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Poor Bass with headphones
post Jan 11 2013, 06:43
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Hello, I have recently purchased a new laptop and was a little turned off when I realized the audio quality was less than impressive (I wasn't expecting much to begin with). I thought that when I used my pair of earbuds it would sound better as I know that the quality of the bass, when I used the headphones in my other computer or mp3 player, is very good. But when I use them in my laptop I get almost no bass and overall poor sound quality. I, yesterday, purchased a pair of over ear headphone (turtlebeach Z2) and still the audio quality didn't improve whatsoever. I know from experience with other turtle beach products that they have excellent bass processing, at least better than what I am getting now. Is there anything I can do to get the full sound quality that I should be getting. I hope I don't get responses saying that its my earbuds/beaches that are the problem, because I know from experience that they both have excellent bass capabilities when used in my computer, xbox, mp3 player, etc.... I have seen a few other threads on this, but haven't really found an answer. Any help would be much appreciated!
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post Jan 11 2013, 07:20
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Only thing I can suggest is to look for sound drivers for the laptop or turn off any added effects the OEM may have activated.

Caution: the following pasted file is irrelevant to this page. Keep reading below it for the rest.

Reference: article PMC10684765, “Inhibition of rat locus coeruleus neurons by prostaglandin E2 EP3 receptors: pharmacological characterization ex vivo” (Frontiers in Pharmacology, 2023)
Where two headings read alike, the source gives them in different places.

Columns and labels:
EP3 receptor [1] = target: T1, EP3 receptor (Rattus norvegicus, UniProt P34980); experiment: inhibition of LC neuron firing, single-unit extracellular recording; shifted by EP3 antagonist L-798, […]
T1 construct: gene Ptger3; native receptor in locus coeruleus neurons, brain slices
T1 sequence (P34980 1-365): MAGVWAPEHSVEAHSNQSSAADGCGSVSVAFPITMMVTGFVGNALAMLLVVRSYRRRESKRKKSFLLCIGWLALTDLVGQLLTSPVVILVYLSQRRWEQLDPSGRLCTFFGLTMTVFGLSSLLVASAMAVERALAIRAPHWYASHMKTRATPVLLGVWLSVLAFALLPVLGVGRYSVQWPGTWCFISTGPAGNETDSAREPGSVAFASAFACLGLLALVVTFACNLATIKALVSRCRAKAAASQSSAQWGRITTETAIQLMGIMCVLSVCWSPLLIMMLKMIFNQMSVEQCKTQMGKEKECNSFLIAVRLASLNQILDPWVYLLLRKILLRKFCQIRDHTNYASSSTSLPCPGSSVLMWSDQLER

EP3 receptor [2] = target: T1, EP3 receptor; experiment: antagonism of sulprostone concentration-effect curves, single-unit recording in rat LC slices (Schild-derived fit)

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post Jan 11 2013, 11:03
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QUOTE (Seren @ Jan 11 2013, 06:20) *
Only thing I can suggest is to look for sound drivers for the laptop or turn off any added effects the OEM may have activated.

Or possibly on the old laptop you had some effect activated to suit your tastes which is not active on the new laptop.

For example in Windows 7, there's usually something like:
Volume Context Menu/Playback Devices/[specific device used]/Properties/Enhancements/Bass Boost (or possibly even Room Correction)
that can affect the frequency response as well as Disable All Enhancements.

(On my laptop, I have a separate entry for headphones, but the Speakers setting controls both headphones and speakers, so try something to check you're adjusting or checking the right 'playback device')

I guess we can eliminate high output impedance trying to drive a low-impedance load, because your Turtlebeach Z2 are 32 ohm impedance and the earbuds are likely to be similar, which ought to be fine.

Does the Z2 have a combined microphone and headphone 3.5mm jack plug? That might be a potential problem in a standard stereo headphone-only socket perhaps.

Also there are some audio devices specifically tailored to be non-flat (e.g. ~20 dB bass boost present in one 'stylish' CD player's headphone jack & speaker output with no adjustment available).

A loopback test (or input to a PC soundcard with a line-in port - usually lacking on laptops) might be revealing if there's a problem with your settings. You could compare the spectrum of captured and original audio or even run a RMAA test.
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